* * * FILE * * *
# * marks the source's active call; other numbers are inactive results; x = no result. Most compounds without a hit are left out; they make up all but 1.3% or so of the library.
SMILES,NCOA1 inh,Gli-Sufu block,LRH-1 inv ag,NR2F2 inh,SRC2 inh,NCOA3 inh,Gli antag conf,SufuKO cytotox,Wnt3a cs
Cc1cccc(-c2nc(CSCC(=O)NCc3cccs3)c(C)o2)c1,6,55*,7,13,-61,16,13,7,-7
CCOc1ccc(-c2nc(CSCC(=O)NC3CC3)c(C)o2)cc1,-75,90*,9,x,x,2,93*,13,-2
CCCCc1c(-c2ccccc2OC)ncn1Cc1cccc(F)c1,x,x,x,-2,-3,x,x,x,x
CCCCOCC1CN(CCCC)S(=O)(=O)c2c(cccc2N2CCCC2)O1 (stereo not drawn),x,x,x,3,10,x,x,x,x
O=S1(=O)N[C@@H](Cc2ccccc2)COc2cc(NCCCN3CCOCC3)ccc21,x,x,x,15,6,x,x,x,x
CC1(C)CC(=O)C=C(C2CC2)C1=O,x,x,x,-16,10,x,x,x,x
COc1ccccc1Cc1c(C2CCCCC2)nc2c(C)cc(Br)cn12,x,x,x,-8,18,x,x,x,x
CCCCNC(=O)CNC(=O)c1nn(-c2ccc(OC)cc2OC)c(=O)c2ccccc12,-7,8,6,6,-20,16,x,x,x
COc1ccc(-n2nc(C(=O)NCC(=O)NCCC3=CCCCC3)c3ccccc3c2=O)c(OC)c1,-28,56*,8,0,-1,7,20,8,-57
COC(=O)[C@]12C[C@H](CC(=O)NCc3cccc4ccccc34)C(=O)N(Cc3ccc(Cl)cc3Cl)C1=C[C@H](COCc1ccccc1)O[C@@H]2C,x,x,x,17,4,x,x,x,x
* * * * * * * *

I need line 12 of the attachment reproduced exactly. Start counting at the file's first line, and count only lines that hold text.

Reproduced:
COC(=O)[C@]12C[C@H](CC(=O)NCc3cccc4ccccc34)C(=O)N(Cc3ccc(Cl)cc3Cl)C1=C[C@H](COCc1ccccc1)O[C@@H]2C,x,x,x,17,4,x,x,x,x